and l;Ul .. :Respublica v. Cobbett, 3 Dall. 467; Bailiff v. Tipping, 2 Cranch, 406. When both parties to a suit are aliens, courts of the United States have no jurisdiGtlon of it, (Montalet v. Murray, 4 Cranch,46,) though it would seem to be otherwise 1n' admiralty, as to of a friendly foreign power, as in a case ofS!llvage (The Blaireau, 2. Cranch, 240) or collision, (The Belgenland, 114 U. S. 355, 5 Sup. Ct. ReV.860.)f\n alien may sue the United States in the court of claims, when the goverhment of his own country accords to our citizens a right to sue it, (U. S. v. O'Kefe, 11 Wall. 178; Carlisle v. U. S., 16 Wall. 147;) and a.statemay sue the United States in that court, (U. S. v. Louisiana, 123 U. S. 32, 8 Sup. Ct. Rep. 17;) and it has been held in Texas that by the.stateto try title to land, brought in the state court against aliens, could be removed to the federal court which had jurislliction, (State v. Lewis, 12 Fed, Rep. 1, 14 Fed. Rep. 65.)
UERRICK et al. v. CUTCREON et al.
(Circuit Court of Appeals, First Circuit. February 3, 1893.)
ApPEAT,-TIME OF TAKING-DEOREE-DoOKET ENTRIES.
The docket entry in an infringement suit, "Opinion-Decree for complainants," does not constitute a decree for an injunction which is required to give the circuit court of appeals jurisdiction, nor can such entry be aided for that purpose by. reference to the opinion; and hence an appeal taken before any decree is drawn is premature..
Appeal from the Circuit Court of the United States for the District of Massachusetts. In Equity. This was a suit by James C. Cutcheon and Charles . S. Johnson against George W. Herrick, Frederick W. Herrick, and George H. Herrick for the infringement of letters patent No. 384,893, issued June 19, 1892, to the assignees of James C. Cutcheon, for an improvement in ''beating,out machines." The court rendered an opinion (52 Fed. Rep. 147) sustaining the patent, finding that it had been infringed, and concluding with the words, ''Decree for complainants." Thereupon, and before any decree was entered, defendants appealed. Dismissed. Charles A. Taber, for appellants. Alexander P. Browne, for appellees. Before PUTNAM, Circuit Judge, and NELSON and WEBB, District Judges. PER CURIAM. Whatever may be the practice of the circuit court as to drawing out decrees before they become effective as such, it is plain that the docket entry in this case, containing only the words, "Opinion-Decree for complainants," does not constitute a decree for an injunction required to give this court jurisdiction, nor can the docket entry be aided for that purpose by reference to the opinion. The appeal was taken prematurely, and is dismissed.
BROWN V· .REPUBJ,ICAN MOUNTAIN SILVER MINES ·
BRvWN et at v.
MOUNTAIN SILVER MINES, Limited, et al.
(Circuit Court, D. Colorado. April 3, 1893.) 1.
A mining company was organized in England for the purpose of ope!'ating mines in tlw Unit,'d States. Its prindpal office was in London, but all its prOpci'ty except oJlice furnishings was in the United States, and consisted of mines and mining lands. All of its business was conducted in the United States, and four fifths of its stock was held there. A bylaw of the company authorized a tmnsfer of its property and business, or a reorganization, upon not less than one month's, and not more than three months', notice to the stockholders of the meeting to be held for that purpose. The English stockholders and ofacers, however, attempted to reorganize the company under a British statute providing for a preliminary meeting and a confirmatory meeting held on not less than fourteen days', nor more than one month's, notice; and a resolution to reorganize was in fact passed by the English stockholders at a meeting held pursuant to 110ticoes sent out fourteen days before, but ,vhich in fact were not received by the American stockholders until after the meeting. Held, that thel'c was no conflict between the by-law and the English statute, and that the former should control; and therefore that the proceedings of the English stockholders were void for want of notice. In such case the American stockholders properly resorted to an American court for protection of their rights, and could not be required to seek their remedy in the gnglish courtR. The reorganization in question having been the voluntary act of the English stockholders, and not of the British courts, and having been in flagrant violation and disregard of the rights of the American stockholdel'S, no princil)le of international comity required that it should be sustained,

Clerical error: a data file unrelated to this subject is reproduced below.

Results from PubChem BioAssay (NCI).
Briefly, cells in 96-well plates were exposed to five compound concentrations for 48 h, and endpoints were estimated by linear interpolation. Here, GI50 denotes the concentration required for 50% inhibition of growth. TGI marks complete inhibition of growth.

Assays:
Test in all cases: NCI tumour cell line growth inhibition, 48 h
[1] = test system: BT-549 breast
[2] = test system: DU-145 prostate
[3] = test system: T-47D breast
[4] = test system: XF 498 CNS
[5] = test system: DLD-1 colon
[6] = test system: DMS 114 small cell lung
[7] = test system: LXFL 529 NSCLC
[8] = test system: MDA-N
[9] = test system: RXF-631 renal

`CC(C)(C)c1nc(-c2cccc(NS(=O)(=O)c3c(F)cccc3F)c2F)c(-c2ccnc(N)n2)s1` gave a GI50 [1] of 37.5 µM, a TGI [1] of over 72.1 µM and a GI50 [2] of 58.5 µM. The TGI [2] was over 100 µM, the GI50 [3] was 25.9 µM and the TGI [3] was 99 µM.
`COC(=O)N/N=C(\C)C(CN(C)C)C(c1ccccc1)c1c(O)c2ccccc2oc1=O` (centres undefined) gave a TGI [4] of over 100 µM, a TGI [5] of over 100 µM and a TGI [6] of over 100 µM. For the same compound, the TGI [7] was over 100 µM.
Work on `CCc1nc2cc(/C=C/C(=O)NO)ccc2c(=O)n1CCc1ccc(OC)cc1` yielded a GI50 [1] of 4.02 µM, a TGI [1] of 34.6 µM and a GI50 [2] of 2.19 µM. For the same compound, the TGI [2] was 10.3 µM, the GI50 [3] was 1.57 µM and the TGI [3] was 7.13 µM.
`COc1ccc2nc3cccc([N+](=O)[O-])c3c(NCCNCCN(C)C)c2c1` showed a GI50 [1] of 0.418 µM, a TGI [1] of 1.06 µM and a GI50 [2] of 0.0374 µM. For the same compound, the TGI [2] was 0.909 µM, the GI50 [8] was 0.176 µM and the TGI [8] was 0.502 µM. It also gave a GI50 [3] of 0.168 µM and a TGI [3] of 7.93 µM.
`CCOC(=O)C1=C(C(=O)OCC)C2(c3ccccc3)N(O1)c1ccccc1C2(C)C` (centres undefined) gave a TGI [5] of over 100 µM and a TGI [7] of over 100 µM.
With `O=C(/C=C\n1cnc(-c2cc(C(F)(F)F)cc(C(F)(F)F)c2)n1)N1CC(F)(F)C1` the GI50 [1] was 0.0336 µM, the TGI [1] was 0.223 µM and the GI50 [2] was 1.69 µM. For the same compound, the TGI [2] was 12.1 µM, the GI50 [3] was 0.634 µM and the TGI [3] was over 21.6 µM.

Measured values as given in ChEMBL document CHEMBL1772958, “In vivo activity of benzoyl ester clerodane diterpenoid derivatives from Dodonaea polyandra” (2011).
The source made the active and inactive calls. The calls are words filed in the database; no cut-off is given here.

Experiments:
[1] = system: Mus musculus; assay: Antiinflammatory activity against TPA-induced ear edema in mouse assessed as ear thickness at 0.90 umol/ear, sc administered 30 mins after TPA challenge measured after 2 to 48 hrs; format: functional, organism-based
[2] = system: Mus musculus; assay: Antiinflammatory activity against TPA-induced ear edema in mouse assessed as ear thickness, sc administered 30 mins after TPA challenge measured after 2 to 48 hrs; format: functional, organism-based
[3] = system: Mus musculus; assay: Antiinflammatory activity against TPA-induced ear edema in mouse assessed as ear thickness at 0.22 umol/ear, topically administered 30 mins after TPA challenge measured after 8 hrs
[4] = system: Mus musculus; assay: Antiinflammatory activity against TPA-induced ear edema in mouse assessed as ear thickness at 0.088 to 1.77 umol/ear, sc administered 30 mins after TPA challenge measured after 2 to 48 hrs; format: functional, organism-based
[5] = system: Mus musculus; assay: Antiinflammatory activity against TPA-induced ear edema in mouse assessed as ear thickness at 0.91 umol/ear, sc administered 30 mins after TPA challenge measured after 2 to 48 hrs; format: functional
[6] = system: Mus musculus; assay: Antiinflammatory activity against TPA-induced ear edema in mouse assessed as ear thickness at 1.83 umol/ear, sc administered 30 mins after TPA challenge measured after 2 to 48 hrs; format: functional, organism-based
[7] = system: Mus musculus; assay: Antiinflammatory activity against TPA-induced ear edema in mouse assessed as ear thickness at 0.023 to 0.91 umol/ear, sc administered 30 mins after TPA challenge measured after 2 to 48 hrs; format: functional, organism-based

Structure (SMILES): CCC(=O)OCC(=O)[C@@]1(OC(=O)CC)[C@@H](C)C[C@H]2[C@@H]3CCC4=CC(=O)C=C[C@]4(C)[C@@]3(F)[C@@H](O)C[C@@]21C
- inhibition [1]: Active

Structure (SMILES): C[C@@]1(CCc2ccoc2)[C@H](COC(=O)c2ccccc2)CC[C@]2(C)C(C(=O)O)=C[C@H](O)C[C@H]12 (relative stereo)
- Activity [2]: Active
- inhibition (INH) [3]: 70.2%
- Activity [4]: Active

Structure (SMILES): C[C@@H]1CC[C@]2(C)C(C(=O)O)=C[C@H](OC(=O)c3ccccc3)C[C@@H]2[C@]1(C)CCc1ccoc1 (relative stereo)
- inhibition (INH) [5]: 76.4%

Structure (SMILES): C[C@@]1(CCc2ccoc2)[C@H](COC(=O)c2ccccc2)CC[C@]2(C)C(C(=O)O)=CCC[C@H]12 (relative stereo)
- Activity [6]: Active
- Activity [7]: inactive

SAlIIE-JUIUSDICTION OF AMEHICAN COURTS,
In E,quity. Bill by J, Warren Brown and another against the Republican Mountain SHver Mines, Limited, and other defendants. IHeard on the merits, and decree entered for complainants. R. S. Morrison and Willard 'reller, for complainants. Charles E. Gast, for defendants.
RINER, District Judge. This is a bill in equity by J. Warren TInrwn and Porter P. "''heaton, on behalf of themselves and all other stockholders, similarly situated, of the Republican Mountain Silver Mines, Limited, against that corporation and certain of its directors. The defendant company is a corporation. organized under the laws of Great Britain, with its principal office in the . city of London. The corporation was formed, as shown by its memorandum of association, for the purpose of purchasing or otherwise acquiring and working mines and mining rights in the state of Colorado, in the United States of America, or elsewhere, "and in particular the land, minerals, and mining rights situate on the Republican mountain, near Georgetown, Clear Creek county, in the state of Colorado, in the United States of America, with the ore honseo; and other buildings erected on the said land, and the plant, machinery, stock, implements, and effects used in or about or be-